WENO Computations and Pattern Stability

Doctoral Dissertation


There are two separated parts of my thesis. The first part is about how to design robust unstructured weighted essentially non-oscillatory (WENO) schemes. The WENO schemes are a popular class of high order numerical methods for hyperbolic partial differential equations (PDEs). A major difficulty for unstructured WENO is how to design a robust WENO reconstruction procedure to deal with distorted local mesh geometries or degenerate cases when the mesh quality varies for complex domain geometry. We combine two different WENO reconstruction approaches to achieve a robust unstructured finite volume WENO reconstruction on complex mesh geometries. Numerical examples including both scalar and system cases are given to demonstrate stability and accuracy of the scheme. The second part is about computational biology. We studied the pattern solutions of several mathematical models, chematical cell movement, Zebrafish Dorsalventral patterning and tumor angiogenesis. The detailed dynamics, pattern structures and robustness of the nonlinear reaction-diffusion model of chemotactic cell movements [89] are discussed using high resolution numerical simulations. We show that the model can form network patterns similar to early blood vessel structures seen experimentally. The model solutions do not blow up in finite time, a property of other chemotaxis cell movement models.

The reaction-diffusion system modeling the dorsal-ventral patterning during the zebrafish embryo development, developed in [128] has multiple steady state solutions. Seven steady state solutions are found by discretizing the boundary value problem using a finite difference scheme and solving the resulting polynomial system using algorithms from numerical algebraic geometry. The stability of each of these steady state solutions is studied by mathematical analysis and numerical simulations via a time marching approach. The results show that three of the seven steady state solutions are stable and the location of the organizer of a zebrafish embryo determines which stable steady state pattern the multi-stability system converges to. Numerical simulations also show that the system is robust with respect to the change of the organizer size. Similar approaches are applied to a more complicate free boundary problem on tumor growth.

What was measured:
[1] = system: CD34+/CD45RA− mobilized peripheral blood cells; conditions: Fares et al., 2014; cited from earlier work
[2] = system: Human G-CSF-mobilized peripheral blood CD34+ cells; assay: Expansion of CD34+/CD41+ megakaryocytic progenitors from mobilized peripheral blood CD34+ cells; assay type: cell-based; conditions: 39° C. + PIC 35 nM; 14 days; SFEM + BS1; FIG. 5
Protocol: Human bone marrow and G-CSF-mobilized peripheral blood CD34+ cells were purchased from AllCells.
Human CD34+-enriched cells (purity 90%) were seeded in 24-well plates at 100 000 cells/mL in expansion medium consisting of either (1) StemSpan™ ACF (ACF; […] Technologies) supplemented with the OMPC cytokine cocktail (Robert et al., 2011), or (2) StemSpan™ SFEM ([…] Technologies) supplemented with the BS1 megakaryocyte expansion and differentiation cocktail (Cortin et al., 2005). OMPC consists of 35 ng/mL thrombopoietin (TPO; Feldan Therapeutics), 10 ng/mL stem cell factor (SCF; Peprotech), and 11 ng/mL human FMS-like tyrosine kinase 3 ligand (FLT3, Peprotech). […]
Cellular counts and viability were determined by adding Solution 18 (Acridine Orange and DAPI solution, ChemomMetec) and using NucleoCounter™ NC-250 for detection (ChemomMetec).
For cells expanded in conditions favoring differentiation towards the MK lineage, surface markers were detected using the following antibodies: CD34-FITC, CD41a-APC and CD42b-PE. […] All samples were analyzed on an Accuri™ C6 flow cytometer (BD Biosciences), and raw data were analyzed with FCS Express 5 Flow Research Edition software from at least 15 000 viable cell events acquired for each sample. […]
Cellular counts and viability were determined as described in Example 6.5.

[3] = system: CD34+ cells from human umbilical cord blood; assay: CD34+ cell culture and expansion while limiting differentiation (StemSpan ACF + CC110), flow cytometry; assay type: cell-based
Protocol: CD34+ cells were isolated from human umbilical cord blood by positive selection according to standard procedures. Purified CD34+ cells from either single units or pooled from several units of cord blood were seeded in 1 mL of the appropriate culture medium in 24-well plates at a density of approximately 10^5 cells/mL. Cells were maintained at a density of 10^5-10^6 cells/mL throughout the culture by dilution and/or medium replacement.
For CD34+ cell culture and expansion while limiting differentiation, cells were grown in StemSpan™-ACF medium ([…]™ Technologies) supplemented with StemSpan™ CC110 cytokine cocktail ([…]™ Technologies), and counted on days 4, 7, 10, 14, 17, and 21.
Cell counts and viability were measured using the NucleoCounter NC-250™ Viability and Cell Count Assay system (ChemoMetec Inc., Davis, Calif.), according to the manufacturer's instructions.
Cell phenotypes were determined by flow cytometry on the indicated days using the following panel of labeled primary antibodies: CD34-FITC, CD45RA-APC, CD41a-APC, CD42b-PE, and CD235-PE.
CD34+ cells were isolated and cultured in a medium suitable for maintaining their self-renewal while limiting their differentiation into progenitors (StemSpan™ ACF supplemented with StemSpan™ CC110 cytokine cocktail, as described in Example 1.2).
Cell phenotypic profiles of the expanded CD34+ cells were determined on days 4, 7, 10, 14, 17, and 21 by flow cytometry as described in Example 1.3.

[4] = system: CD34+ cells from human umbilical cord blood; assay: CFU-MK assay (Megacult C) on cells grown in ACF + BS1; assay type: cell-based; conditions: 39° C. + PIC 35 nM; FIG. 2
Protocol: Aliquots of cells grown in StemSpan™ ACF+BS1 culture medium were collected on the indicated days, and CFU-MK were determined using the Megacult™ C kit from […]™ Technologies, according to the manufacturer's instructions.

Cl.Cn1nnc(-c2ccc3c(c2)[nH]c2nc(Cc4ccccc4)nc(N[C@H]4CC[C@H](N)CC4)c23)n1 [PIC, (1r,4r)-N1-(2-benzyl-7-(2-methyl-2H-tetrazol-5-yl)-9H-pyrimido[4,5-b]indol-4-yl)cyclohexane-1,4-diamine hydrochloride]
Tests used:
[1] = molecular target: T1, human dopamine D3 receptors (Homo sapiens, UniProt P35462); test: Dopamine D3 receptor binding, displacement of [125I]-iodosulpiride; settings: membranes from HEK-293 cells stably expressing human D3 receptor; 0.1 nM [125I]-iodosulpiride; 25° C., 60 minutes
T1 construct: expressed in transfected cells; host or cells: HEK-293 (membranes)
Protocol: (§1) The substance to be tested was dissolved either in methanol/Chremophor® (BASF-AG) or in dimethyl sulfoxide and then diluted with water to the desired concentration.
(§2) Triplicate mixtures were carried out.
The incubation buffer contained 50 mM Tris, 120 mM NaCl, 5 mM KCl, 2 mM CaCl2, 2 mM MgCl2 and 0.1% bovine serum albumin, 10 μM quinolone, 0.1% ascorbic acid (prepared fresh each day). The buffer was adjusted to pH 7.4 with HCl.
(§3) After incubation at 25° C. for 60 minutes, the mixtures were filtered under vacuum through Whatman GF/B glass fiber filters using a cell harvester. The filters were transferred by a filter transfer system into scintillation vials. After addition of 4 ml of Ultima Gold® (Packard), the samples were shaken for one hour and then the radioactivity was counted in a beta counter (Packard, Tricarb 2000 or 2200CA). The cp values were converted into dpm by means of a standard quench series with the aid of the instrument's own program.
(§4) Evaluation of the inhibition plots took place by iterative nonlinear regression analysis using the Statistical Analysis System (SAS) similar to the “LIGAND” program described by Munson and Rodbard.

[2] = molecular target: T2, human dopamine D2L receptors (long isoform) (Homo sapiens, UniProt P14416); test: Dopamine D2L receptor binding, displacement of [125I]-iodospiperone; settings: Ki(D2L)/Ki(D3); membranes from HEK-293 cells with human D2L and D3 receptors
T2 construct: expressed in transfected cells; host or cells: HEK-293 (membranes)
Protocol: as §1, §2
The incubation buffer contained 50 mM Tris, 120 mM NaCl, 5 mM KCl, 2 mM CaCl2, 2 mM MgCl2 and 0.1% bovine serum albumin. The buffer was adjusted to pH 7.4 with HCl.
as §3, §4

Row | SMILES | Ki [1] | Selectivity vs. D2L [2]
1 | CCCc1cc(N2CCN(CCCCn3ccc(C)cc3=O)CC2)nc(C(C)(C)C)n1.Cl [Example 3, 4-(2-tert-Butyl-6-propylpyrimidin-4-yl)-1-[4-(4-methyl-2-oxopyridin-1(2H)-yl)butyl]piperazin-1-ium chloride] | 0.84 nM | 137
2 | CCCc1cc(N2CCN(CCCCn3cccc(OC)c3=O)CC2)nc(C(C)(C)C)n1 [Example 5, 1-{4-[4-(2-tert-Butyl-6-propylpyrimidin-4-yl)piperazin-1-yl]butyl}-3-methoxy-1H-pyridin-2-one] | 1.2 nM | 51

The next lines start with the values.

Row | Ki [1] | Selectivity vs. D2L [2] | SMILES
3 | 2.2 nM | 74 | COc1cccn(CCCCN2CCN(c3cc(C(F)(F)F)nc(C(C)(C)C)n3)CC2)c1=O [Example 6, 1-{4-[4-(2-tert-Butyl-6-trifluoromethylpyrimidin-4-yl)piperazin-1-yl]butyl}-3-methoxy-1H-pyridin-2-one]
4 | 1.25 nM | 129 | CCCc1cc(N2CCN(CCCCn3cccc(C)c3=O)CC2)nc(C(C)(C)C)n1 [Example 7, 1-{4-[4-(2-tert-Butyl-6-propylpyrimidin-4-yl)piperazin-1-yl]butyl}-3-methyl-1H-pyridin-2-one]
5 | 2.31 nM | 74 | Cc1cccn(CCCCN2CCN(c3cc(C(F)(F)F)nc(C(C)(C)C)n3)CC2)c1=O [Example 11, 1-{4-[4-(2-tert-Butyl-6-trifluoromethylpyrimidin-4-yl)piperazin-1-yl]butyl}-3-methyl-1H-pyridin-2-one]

Attribute NameValues
  • etd-05092012-144226

Author Yuan Liu
Advisor Yongtao Zhang
Contributor Yongtao Zhang, Committee Chair
Contributor Mark Alber, Committee Co-Chair
Contributor Andrew Sommese, Committee Member
Contributor Bei Hu, Committee Member
Degree Level Doctoral Dissertation
Degree Discipline Applied and Computational Mathematics and Statistics
Degree Name PhD
Defense Date
  • 2012-03-28

Submission Date 2012-05-09
  • United States of America

  • Conservation Law

  • Nonlinear Diffusion

  • Continuous Limit

  • Triangles

  • Unstructured Mesh

  • Zebrafish

  • Cellular Potts Model

  • Pattern Solution

  • WENO Scheme

  • Stability

  • Finite Difference/Volume Methods

  • Tumor Growth

  • Complex Geometry

  • Blood Vessel Formation

  • University of Notre Dame

  • English

Record Visibility Public
Content License
  • All rights reserved

Departments and Units


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